What Thucydides maps in the Archaeology is a process of uneven development. He implies that to move in space away from central Greece is to move backwards in time. The Greek polis – and in particular the dynamic city of Athens – is a force of progress by comparison with which peoples who live in villages or mountains are seen as antiquated. But the account of internecine warfare to which the Archaeology is a prelude depicts the collapse of the restraints that had shaped human progress.
Thucydides’ analysis of historical change points to the political importance of concepts of time. It does not matter that much whether we see Nicias as anachronistic. It matters much more when the label is applied to whole peoples and supported by a theoretical model of development. Thucydides’ model was picked up by theorists of human development in the Scottish Enlightenment, and since then the idea that different peoples live in different times has played a pernicious role in spreading racism.
The Roman experience of empire provided an important intermediary for the model developed by Thucydides. As Emma Dench has shown, peoples such as the Samnites were initially dismissed as barbarian or primitive. But over the course of the second and first centuries BC they were valued as sturdy farmers who retained severe ancient customs long after these had been abandoned in metropolitan Rome.
The classic expression of this idea of the Italians as anachronisms is Virgil’s Aeneid. In the catalogue of Aeneas’ Italian enemies in Book 7, Virgil repeatedly uses the ethnographic trope of hardness. One of the Italian leaders, Ufens, is from a tough mountainous area, and the men that he leads are described as rough and used to hunting in the forests. Much like the inhabitants of those parts of Greece in Thucydides’ day where the old lifestyle endured, these Italians ‘work the land armed and their pleasure is always to carry off new booty and to live off plunder’. But while Virgil devotes the second half of the poem to the war fought between the hardy Italian and Aeneas’ Trojans, he also offers a vision of Roman history embossed on the shield of Aeneas in which Augustus is seen leading Italians into battle against Cleopatra and the forces of the East. The Italians could be admired rather than feared once they were safely integrated in the central state.
Adam Parry suggested in a famous essay on ‘The two voices of Virgil’s Aeneid’ that ‘the explicit message of the Aeneid claims that Rome was a happy reconciliation of the natural virtues of the local Italian peoples and the civilized might of the Trojans’. But he saw, too, in ‘the tragic movement’ of the poem’s closing books hints that Rome’s rise involved ‘the loss of the pristine purity of Italy’. Tellingly, he compared Virgil’s feeling for the ‘proud and independent’ Italians who ‘succumbed inevitably to the expansion of Roman power’ with ‘what Americans have felt for the American Indian’.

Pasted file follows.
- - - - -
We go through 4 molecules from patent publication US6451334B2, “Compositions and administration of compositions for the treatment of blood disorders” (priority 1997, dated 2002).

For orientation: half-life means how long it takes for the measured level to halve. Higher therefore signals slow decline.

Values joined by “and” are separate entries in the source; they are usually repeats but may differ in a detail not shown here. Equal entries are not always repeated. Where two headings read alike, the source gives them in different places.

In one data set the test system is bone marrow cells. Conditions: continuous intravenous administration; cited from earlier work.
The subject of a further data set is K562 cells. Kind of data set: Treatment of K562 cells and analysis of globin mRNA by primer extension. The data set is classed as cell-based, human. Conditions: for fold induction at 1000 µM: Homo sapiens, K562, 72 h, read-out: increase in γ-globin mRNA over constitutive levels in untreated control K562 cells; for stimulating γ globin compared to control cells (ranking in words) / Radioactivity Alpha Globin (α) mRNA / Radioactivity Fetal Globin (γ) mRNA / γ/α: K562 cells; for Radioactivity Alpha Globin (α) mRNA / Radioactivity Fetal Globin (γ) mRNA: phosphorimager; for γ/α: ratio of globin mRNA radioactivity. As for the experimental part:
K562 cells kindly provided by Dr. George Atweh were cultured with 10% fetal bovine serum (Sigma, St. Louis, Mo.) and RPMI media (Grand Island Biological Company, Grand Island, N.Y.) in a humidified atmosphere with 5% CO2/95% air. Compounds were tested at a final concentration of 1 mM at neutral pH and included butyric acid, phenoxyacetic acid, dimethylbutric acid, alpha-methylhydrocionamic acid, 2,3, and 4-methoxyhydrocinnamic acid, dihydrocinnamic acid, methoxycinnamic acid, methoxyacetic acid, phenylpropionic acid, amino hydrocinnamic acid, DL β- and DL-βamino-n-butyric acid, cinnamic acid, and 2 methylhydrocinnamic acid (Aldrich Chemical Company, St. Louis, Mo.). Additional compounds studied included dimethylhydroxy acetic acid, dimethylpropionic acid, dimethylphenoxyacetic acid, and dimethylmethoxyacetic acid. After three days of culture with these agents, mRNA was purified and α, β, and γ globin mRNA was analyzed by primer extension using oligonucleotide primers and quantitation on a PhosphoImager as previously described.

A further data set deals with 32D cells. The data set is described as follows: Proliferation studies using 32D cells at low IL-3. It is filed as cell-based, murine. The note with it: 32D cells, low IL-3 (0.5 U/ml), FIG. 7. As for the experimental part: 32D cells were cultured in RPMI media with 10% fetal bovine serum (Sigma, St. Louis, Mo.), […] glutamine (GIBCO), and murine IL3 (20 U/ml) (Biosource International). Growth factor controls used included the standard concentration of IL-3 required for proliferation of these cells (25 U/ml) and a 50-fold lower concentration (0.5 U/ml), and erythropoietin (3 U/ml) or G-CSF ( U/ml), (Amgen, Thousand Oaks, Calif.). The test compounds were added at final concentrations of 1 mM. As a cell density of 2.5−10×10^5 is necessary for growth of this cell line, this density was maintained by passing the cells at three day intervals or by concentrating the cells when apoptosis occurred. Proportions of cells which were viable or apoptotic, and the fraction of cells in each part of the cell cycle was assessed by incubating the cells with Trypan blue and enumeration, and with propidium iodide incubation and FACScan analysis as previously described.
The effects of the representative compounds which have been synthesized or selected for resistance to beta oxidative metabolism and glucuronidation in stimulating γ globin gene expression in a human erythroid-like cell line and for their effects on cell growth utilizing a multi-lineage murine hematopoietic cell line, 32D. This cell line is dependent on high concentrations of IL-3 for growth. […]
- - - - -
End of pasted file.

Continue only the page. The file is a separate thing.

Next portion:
The Monument to Walter Scott in Edinburgh
Parry’s comparison is shaped by the fictions of romantic historicism. The novels of James Fenimore Cooper looked back admiringly on American Indians firm in the belief that their eclipse was a sign of rational progress. And behind Cooper’s Indians lie the Scottish Highlanders as portrayed in the Waverley novels of Sir Walter Scott, surrounded with a romantic aura following the failure of the 1745 uprising. If Scott’s model seems the stronger analogy for the Aeneid (racism prevented the assimilation of Cooper’s Indians), it may be no accident that Scott himself was alive to the resonance of Virgil’s Italy. He contributed a long introduction to a volume on the antiquities of the Scottish borders for the epigraph of which he quoted Virgil’s address to Ufens. Turning to material remains, he compared weapons that had been found in the borders with those still used by ‘the Californian Indians’ as well as with those used by the Italians described by Virgil, ‘an antiquary and a scholar, as well as a poet’.
This brief case-study shows the mutual entanglement of anachronism and antiquity. Scott hails the progress embodied in the Union of Scotland and England even as his romanticizing of the past raises questions about what has been destroyed by the cause of progress. Similar questions are even more insistently posed by Virgil. With Thucydides, by contrast, we are presented with a picture of a progressive Greek civilization that destroys itself in a reversion to savage strife, unchecked by the emotional appeals of the likes of Nicias. For all three writers, the twin notions of anachronism and antiquity explore ideas that still shape our own engagements with the legacies of the past.
Tim Rood is Professor of Greek Literature and Tutorial Fellow at St Hugh’s College, Oxford. Anachronism and Antiquity is published by Bloomsbury.